ps = np.array((ps[1], -ps[0]))

                middle = (triangle[(j+1)%3] + triangle[(j-1)%3]) * 0.5
                di = middle - triangle[j]

                ps /= np.linalg.norm(ps)
                di /= np.linalg.norm(di)

                if np.dot(di, ps) < 0.0:
                    ps *= -1000.0
                    ps *= 1000.0
                segments.append((circum_center, circum_center + ps))
    return segments

def triangle_csc(pts):
    rows, cols = pts.shape

    A = np.bmat([[2 * np.dot(pts, pts.T), np.ones((rows, 1))],
                 [np.ones((1, rows)), np.zeros((1, 1))]])

    b = np.hstack((np.sum(pts * pts, axis=1), np.ones((1))))
    x = np.linalg.solve(A,b)
    bary_coords = x[:-1]
    return np.sum(pts * np.tile(bary_coords.reshape((pts.shape[0], 1)), (1, pts.shape[1])), axis=0)

if __name__ == '__main__':
    P = np.random.random((300,2))

    X,Y = P[:,0],P[:,1]

    fig = plt.figure(figsize=(4.5,4.5))
    axes = plt.subplot(1,1,1)

    plt.scatter(X, Y, marker='.')

    segments = voronoi(P)
    lines = matplotlib.collections.LineCollection(segments, color='k')

Black lines = Voronoi diagram, Red lines = Delauny triangles Black lines = Voronoi diagram, Red lines = Delauny triangles

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Can you rename di and ps to more meaningful names? I'm trying to understand the infinity part. Thanks! –  neo Feb 3 '14 at 12:23

As I spent a considerable amount of time on this, I'd like to share my solution on how to get the Voronoi polygons instead of just the edges.

The code is at https://gist.github.com/neothemachine/8803860 and extends on the solution of tauran.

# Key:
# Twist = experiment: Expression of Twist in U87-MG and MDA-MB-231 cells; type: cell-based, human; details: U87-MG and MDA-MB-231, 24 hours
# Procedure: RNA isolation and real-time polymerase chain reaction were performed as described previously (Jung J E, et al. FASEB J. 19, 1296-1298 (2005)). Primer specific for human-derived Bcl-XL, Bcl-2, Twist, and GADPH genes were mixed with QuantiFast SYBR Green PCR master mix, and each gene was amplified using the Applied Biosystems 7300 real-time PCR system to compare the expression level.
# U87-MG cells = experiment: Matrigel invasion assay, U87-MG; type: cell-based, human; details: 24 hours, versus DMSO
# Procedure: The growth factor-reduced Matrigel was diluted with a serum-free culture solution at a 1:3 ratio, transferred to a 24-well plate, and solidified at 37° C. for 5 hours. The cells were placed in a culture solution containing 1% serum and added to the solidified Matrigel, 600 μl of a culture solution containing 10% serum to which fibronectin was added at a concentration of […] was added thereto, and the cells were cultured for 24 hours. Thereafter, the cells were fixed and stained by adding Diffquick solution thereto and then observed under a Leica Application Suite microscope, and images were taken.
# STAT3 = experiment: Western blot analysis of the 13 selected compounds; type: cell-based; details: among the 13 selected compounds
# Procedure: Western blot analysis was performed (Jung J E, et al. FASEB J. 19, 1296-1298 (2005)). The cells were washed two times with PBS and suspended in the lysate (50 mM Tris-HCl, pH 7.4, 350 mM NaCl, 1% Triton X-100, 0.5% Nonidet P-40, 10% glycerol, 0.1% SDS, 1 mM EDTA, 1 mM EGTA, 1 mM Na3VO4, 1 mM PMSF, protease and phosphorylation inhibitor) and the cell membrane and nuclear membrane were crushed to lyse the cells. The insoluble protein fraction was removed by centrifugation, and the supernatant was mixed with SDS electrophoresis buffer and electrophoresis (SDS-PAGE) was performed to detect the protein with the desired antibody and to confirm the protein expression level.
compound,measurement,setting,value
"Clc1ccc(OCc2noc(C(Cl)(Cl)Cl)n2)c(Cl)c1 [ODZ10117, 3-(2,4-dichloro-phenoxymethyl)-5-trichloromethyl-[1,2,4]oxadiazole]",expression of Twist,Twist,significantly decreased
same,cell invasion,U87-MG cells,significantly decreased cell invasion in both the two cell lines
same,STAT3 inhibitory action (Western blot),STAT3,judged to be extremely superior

First, I changed the code to give me vertices and (pairs of) indices (=edges) separately, as many calculations can be simplified when working on indices instead of point coordinates.

Then, in the voronoi_cell_lines method I determine which edges belong to which cells. For that I use the proposed solution of Alink from a related question. That is, for each edge find the two nearest input points (=cells) and create a mapping from that.

The last step is to create the actual polygons (see voronoi_polygons method). First, the outer cells which have dangling edges need to be closed. This is as simple as looking through all edges and checking which ones have only one neighboring edge. There can be either zero or two such edges. In case of two, I then connect these by introducing an additional edge.

Finally, the unordered edges in each cell need to be put into the right order to derive a polygon from them.

The usage is:

P = np.random.random((100,2))

fig = plt.figure(figsize=(4.5,4.5))
axes = plt.subplot(1,1,1)


vertices, lineIndices = voronoi(P)        
cells = voronoi_cell_lines(P, vertices, lineIndices)
polys = voronoi_polygons(cells)

for pIdx, polyIndices in polys.items():
    poly = vertices[np.asarray(polyIndices)]
    p = matplotlib.patches.Polygon(poly, facecolor=np.random.rand(3,1))

X,Y = P[:,0],P[:,1]
plt.scatter(X, Y, marker='.', zorder=2)


which outputs:

Voronoi polygons

The code is probably not suitable for large numbers of input points and can be improved in some areas. Nevertheless, it may be helpful to others who have similar problems.

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I do not know of a function to do this, but it does not seem like an overly complicated task.

The Voronoi graph is the junction of the circumcircles, as described in the wikipedia article.

So you could start with a function that finds the center of the circumcircles of a triangle, which is basic mathematics (http://en.wikipedia.org/wiki/Circumscribed_circle).

Then, just join centers of adjacent triangles.

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100% possible. Also kinda difficult to generalize to n-dimensions really. Use the above or go play with qhull. There are a ton of (pardon the pun) edge cases that need to be handled properly. –  meawoppl Jan 25 '13 at 0:57